Oct 08

The Internationals planned Presidents Cup boycott without changes

This Presidents Cup almost didn't happen.

(And don't make a wisecrack how, now facing a 4-1 deficit after Day 1, the Internationals might wish it never got started.)

The International players, led by the likes of captain Nick Price, PGA Championship winner Jason Day and 2010 British Open winner Louis Oosthuizen, had planned a boycott of the biennial meeting if PGA Tour commissioner Tim Finchem didn't agree to reduce the number of matches. 

"Had it stayed at 34 points, it would have been a massive decision as a team, but I don't think that we would have played," Oosthuizen said, according to Golf.com.

After some heavy lobbying from Price, Finchem agreed to drop four matches, going from 34 to 30 matches for the 2015 contest. Price and company wanted a six-point drop to 28, matching the number of points up for grabs in the Ryder Cup, which matches the U.S. against Europe in the off years of the Presidents Cup cycle.

The United States team, led by Jay Haas, has expressed some confusion as to why Finchem, who unilaterally controls the rules of the competition wholly owned by the PGA Tour, acquiesced to the Internationals' demands. After all, the U.S. team never agreed to the changes. In fact, negotiations to change the rules were at an impasse, with the U.S. resisting change. Finchem, knowing that the future of the matches may have been on the line, forged what amounts to a compromise.

The change means that, after Day 1, the Americans are closer to winning the Presidents Cup for the ninth time in 11 matches. With four points on the board, the U.S. needs 11.5 more from the remaining 25 available to win this year's match in South Korea. 

Ryan Ballengee is a Yahoo Sports contributor. Find him on Facebook and Twitter.

Oct 08

Luke Donald needs a new caddie after his old one fired him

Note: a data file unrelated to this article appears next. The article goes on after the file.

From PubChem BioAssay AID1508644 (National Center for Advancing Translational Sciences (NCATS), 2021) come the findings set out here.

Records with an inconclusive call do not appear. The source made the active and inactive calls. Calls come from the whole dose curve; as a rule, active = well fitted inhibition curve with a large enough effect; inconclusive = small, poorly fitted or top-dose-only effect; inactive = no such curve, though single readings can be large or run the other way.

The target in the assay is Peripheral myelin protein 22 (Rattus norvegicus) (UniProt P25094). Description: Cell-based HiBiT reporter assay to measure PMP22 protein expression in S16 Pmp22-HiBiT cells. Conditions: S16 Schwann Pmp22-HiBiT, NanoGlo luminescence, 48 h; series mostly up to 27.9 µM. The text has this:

It's not an everyday thing that a caddie fires his player, but that's what veteran looper John McLaren did to world No. 1 Luke Donald after a six-year relationship.

The pair are no longer together, and it came as a shock to the former world No. 1.

“It was more his decision than mine," Donald said after an opening-round 67 at the British Masters on Thursday, according to the Daily Mirror"I was a little surprised."

McLaren was vague in explaining his decision.

“I just felt that it had run its course," he said. "There were just a couple of things that I don’t need to go into that made me feel it was time for a change.”

Donald, who began the year ranked 33rd in the world, is now 66th. He stopped working with his collegiate golf coach, Pat Goss, in 2014 to work with Chuck Cook. In November 2014, Donald returned to Goss and has been playing better golf throughout the second half of the year. Until missing the cut at last week's Alfred Dunhill Links Championship, Donald had made his last 12 worldwide cuts in a row.

So, what is Donald looking for in a new caddie?

He said, "Now I am looking for someone who is energetic, upbeat and brings a good energy to the round.”

Ryan Ballengee is a Yahoo Sports contributor. Find him on Facebook and Twitter.